“I am concerned about the overexuberance in financing of startups. There are just too many at the moment, and there isn’t enough money to sustain them. I think inevitably we’re going to see more of these unicorns”— startups valued at more than $1 billion—“try the public market, and that will finally tell us whether they can support themselves. By the way, I don’t think there’s enough money around to sustain all of them. We’re going to find out which unicorns can make it.” 7. The Search for Yield Will Intensify Russ Koesterich, global chief investment strategist at BlackRock, the world’s largest money manager: “The Fed is going to be less important in 2016,” says Koesterich, who expects Janet Yellen & Co. to raise interest rates incrementally. He predicts global growth will stay sluggish, increasing the thirst for higheryielding assets. Investors who have relied on highcoupon bonds they bought before the financial crisis are running out of those securities, he says—and there’s little to replace them that are a slam dunk. “You won’t be able to find income without risk. Asset classes from [master limited partnerships] to high-yield bonds each have their own risks—and none of them are cheap. You’re going to have to have a multi-asset-class, diversified-yield play.” 8. Get Energised Barbara Byrne, vice chairman of investment banking at Barclays Capital: “We will begin to see a recovery in the prices of natural resources for largely—and critically important— political reasons. We’re beginning to see sovereign wealth funds decline—Norway, Saudi Arabia. I think we’ll see a reversal on that; countries will not be able to afford fluctuations in their reserves. We’ll probably move to a more stable oil price, which I would say is $60 per barrel. And I think energy assets that are investing in sustainability at the same time that they’re focusing on meeting the needs of the current demands will probably do well.”



9. Study Latin America

12. China Will Be Just Fine

Tulio Vera, chief global investment strategist for the J.P. Morgan Latin American Private Bank:

Yang Zhao, chief China economist at Nomura Holdings, which cut its 2016 GDP forecast to 5.8 percent from 6.7 percent on Oct. 6:

“There’s a ray of sunshine from Argentina,” says Vera. “That’s not only important for the country but also for the region.” While Vera says the investment landscape in Brazil remains uncertain, he sees Mexico continuing to benefit from the U.S. economic recovery, especially in the auto industry. “There will be some very interesting entry points in Latin American assets between now and the end of next year,” he says. “We are getting closer to a re-entry moment for some of these markets.” 10. Growth Is Coming … in 2017 Joseph LaVorgna, chief U.S. economist at Deutsche Bank: “I’ve got growth accelerating a bit because it seems like there are reasons that the economy should get better, but it’s concerning that 2010 was the best year for growth since before the recession. As I look forward, the message is ‘more of the same,’ with maybe some optimism into 2017 that whoever the U.S. elects president will pursue growth policies, since this economy hasn’t done well.” 11. Impact Investing Will Target Cancer Mark Haefele, global chief investment officer at UBS Wealth Management: “The world’s populations are aging, and demand for cancer treatments will only increase,” says Haefele. “Yet the supply of capital for the riskiest stages of development is limited.” Health-care companies tend to focus on later-stage research, providing an opportunity for earlier-stage investors to earn an attractive long-term return—and benefit society. “This type of practice”—known as impact investing—“is likely to become more popular as investors seek to align their portfolios with their social values as well as generating a return,” says Haefele.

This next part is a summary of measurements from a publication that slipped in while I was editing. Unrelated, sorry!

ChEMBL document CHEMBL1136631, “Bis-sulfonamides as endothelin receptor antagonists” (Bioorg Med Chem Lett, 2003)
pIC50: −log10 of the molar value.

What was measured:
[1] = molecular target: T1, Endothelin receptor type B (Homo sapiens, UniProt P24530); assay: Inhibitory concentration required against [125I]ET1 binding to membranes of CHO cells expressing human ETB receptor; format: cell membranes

“Is there going to be a hard landing in China? I don’t think so. The labor market remains largely balanced; even with 5.8 percent GDP growth, the economy will create jobs, especially in the labor-intensive services sector. And it’s unlikely that China’s financial industry is headed for a crisis because most of the country’s institutions are backed by the government. Should any systematically important financial institutions have any problems, we believe that the government will step up to rescue them.” 13. Think like a Millennial Katie Koch, a managing director at Goldman Sachs Asset Management, which oversees almost $100 billion in global stocks: “The rise of the millennials will have long-term investment implications,” Koch says. “Their spending trajectory is getting steeper and increasing compared to baby boomers, which are decreasing their spending as they retire.” In 2016, Koch is especially keen on Netflix, Nike, H&M, and PChome Online, a Taiwanese e-commerce company, because they prioritise instant information, quick consumption, and healthy living— themes that resonate with the 2 billion people worldwide born from 1980 to 2000. 14. More of ‘Whatever It Takes’ From the ECB Erik Nielsen, chief economist at UniCredit: “Expect further divergence between the Fed and the ECB, with the former hiking rates a couple of times next year and the latter expanding its balance sheet more than it has presently announced.”